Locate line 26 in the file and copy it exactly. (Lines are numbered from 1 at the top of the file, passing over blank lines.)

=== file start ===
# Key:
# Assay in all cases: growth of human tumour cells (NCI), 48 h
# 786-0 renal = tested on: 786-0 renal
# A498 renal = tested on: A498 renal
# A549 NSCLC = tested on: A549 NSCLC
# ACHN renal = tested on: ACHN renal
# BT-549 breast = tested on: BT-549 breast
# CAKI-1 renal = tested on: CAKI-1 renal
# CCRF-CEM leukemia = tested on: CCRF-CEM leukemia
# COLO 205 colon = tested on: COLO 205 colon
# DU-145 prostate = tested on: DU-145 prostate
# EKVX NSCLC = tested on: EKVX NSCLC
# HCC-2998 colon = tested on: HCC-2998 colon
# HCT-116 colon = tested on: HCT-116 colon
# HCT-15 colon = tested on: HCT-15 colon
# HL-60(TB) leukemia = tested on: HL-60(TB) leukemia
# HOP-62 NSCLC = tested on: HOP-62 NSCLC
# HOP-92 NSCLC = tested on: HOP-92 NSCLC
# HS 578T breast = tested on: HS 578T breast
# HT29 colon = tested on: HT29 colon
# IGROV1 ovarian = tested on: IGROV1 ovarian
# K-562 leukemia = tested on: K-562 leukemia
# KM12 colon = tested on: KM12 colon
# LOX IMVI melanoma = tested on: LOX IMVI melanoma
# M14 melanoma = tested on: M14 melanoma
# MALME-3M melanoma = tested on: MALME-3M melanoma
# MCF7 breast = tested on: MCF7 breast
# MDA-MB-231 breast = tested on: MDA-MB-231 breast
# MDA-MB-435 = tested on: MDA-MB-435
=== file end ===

# MALME-3M melanoma = tested on: MALME-3M melanoma